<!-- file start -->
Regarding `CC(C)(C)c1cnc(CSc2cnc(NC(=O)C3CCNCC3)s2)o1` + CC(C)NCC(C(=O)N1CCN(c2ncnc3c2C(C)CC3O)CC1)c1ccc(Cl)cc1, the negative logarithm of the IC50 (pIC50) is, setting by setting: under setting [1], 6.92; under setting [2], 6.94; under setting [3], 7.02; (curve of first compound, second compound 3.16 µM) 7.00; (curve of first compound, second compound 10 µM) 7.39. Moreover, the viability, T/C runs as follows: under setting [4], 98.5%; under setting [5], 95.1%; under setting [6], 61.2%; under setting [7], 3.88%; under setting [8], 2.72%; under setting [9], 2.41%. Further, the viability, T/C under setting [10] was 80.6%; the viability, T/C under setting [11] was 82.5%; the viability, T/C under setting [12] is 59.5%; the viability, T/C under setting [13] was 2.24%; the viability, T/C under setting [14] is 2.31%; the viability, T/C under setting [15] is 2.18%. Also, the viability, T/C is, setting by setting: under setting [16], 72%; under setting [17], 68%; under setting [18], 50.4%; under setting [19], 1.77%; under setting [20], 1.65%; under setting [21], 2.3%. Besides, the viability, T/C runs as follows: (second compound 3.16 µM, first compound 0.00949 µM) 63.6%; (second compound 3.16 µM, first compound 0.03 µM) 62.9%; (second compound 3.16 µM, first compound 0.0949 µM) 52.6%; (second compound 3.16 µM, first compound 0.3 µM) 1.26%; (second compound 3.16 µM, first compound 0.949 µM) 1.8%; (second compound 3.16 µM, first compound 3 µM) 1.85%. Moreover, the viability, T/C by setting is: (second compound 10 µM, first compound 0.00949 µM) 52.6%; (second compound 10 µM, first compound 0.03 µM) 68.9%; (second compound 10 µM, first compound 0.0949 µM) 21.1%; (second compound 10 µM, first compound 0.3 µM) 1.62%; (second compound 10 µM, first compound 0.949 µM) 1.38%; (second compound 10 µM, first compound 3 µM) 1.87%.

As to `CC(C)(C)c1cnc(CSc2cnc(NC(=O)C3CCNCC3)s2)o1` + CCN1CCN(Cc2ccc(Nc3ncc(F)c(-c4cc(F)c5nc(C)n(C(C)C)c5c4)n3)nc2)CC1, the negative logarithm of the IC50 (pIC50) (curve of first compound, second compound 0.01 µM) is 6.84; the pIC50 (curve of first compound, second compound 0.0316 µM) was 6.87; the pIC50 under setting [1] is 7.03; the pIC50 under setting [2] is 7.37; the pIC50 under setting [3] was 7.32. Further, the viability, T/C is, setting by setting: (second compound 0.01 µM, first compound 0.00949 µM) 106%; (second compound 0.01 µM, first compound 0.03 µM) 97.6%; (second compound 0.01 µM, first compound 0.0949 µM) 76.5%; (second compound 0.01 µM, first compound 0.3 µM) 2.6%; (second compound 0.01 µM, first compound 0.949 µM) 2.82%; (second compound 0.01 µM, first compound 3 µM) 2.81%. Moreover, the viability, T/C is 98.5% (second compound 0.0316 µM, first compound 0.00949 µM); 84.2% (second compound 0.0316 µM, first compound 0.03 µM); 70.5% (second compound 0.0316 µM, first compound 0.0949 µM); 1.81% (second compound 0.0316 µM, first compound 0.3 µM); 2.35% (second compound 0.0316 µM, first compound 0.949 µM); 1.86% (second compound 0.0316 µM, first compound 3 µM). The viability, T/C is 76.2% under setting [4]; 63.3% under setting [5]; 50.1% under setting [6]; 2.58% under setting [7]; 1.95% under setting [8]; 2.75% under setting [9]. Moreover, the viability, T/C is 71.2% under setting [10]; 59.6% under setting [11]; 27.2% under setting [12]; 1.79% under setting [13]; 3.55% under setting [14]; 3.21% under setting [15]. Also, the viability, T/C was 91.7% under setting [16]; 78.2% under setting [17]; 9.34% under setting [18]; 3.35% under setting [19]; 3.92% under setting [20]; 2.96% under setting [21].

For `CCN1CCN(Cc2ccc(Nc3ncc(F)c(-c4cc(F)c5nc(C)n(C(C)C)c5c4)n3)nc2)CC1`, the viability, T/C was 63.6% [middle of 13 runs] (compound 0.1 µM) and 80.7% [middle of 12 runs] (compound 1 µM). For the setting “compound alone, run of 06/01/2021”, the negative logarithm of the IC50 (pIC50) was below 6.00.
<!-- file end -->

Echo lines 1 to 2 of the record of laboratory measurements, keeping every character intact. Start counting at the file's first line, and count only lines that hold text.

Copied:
Regarding `CC(C)(C)c1cnc(CSc2cnc(NC(=O)C3CCNCC3)s2)o1` + CC(C)NCC(C(=O)N1CCN(c2ncnc3c2C(C)CC3O)CC1)c1ccc(Cl)cc1, the negative logarithm of the IC50 (pIC50) is, setting by setting: under setting [1], 6.92; under setting [2], 6.94; under setting [3], 7.02; (curve of first compound, second compound 3.16 µM) 7.00; (curve of first compound, second compound 10 µM) 7.39. Moreover, the viability, T/C runs as follows: under setting [4], 98.5%; under setting [5], 95.1%; under setting [6], 61.2%; under setting [7], 3.88%; under setting [8], 2.72%; under setting [9], 2.41%. Further, the viability, T/C under setting [10] was 80.6%; the viability, T/C under setting [11] was 82.5%; the viability, T/C under setting [12] is 59.5%; the viability, T/C under setting [13] was 2.24%; the viability, T/C under setting [14] is 2.31%; the viability, T/C under setting [15] is 2.18%. Also, the viability, T/C is, setting by setting: under setting [16], 72%; under setting [17], 68%; under setting [18], 50.4%; under setting [19], 1.77%; under setting [20], 1.65%; under setting [21], 2.3%. Besides, the viability, T/C runs as follows: (second compound 3.16 µM, first compound 0.00949 µM) 63.6%; (second compound 3.16 µM, first compound 0.03 µM) 62.9%; (second compound 3.16 µM, first compound 0.0949 µM) 52.6%; (second compound 3.16 µM, first compound 0.3 µM) 1.26%; (second compound 3.16 µM, first compound 0.949 µM) 1.8%; (second compound 3.16 µM, first compound 3 µM) 1.85%. Moreover, the viability, T/C by setting is: (second compound 10 µM, first compound 0.00949 µM) 52.6%; (second compound 10 µM, first compound 0.03 µM) 68.9%; (second compound 10 µM, first compound 0.0949 µM) 21.1%; (second compound 10 µM, first compound 0.3 µM) 1.62%; (second compound 10 µM, first compound 0.949 µM) 1.38%; (second compound 10 µM, first compound 3 µM) 1.87%.

As to `CC(C)(C)c1cnc(CSc2cnc(NC(=O)C3CCNCC3)s2)o1` + CCN1CCN(Cc2ccc(Nc3ncc(F)c(-c4cc(F)c5nc(C)n(C(C)C)c5c4)n3)nc2)CC1, the negative logarithm of the IC50 (pIC50) (curve of first compound, second compound 0.01 µM) is 6.84; the pIC50 (curve of first compound, second compound 0.0316 µM) was 6.87; the pIC50 under setting [1] is 7.03; the pIC50 under setting [2] is 7.37; the pIC50 under setting [3] was 7.32. Further, the viability, T/C is, setting by setting: (second compound 0.01 µM, first compound 0.00949 µM) 106%; (second compound 0.01 µM, first compound 0.03 µM) 97.6%; (second compound 0.01 µM, first compound 0.0949 µM) 76.5%; (second compound 0.01 µM, first compound 0.3 µM) 2.6%; (second compound 0.01 µM, first compound 0.949 µM) 2.82%; (second compound 0.01 µM, first compound 3 µM) 2.81%. Moreover, the viability, T/C is 98.5% (second compound 0.0316 µM, first compound 0.00949 µM); 84.2% (second compound 0.0316 µM, first compound 0.03 µM); 70.5% (second compound 0.0316 µM, first compound 0.0949 µM); 1.81% (second compound 0.0316 µM, first compound 0.3 µM); 2.35% (second compound 0.0316 µM, first compound 0.949 µM); 1.86% (second compound 0.0316 µM, first compound 3 µM). The viability, T/C is 76.2% under setting [4]; 63.3% under setting [5]; 50.1% under setting [6]; 2.58% under setting [7]; 1.95% under setting [8]; 2.75% under setting [9]. Moreover, the viability, T/C is 71.2% under setting [10]; 59.6% under setting [11]; 27.2% under setting [12]; 1.79% under setting [13]; 3.55% under setting [14]; 3.21% under setting [15]. Also, the viability, T/C was 91.7% under setting [16]; 78.2% under setting [17]; 9.34% under setting [18]; 3.35% under setting [19]; 3.92% under setting [20]; 2.96% under setting [21].